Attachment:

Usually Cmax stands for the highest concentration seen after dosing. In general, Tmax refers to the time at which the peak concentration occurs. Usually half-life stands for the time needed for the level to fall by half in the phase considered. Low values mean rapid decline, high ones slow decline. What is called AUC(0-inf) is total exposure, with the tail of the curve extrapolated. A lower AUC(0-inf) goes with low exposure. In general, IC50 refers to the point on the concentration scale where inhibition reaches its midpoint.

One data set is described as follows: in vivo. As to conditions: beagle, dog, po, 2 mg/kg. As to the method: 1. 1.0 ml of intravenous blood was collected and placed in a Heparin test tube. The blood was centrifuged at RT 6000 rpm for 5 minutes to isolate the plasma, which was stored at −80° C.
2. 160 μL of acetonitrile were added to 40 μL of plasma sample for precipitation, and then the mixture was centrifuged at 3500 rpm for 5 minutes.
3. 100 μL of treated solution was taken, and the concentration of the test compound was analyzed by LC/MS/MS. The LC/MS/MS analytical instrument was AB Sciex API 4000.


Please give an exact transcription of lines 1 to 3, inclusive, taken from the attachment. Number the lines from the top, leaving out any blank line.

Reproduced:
Usually Cmax stands for the highest concentration seen after dosing. In general, Tmax refers to the time at which the peak concentration occurs. Usually half-life stands for the time needed for the level to fall by half in the phase considered. Low values mean rapid decline, high ones slow decline. What is called AUC(0-inf) is total exposure, with the tail of the curve extrapolated. A lower AUC(0-inf) goes with low exposure. In general, IC50 refers to the point on the concentration scale where inhibition reaches its midpoint.

One data set is described as follows: in vivo. As to conditions: beagle, dog, po, 2 mg/kg. As to the method: 1. 1.0 ml of intravenous blood was collected and placed in a Heparin test tube. The blood was centrifuged at RT 6000 rpm for 5 minutes to isolate the plasma, which was stored at −80° C.
2. 160 μL of acetonitrile were added to 40 μL of plasma sample for precipitation, and then the mixture was centrifuged at 3500 rpm for 5 minutes.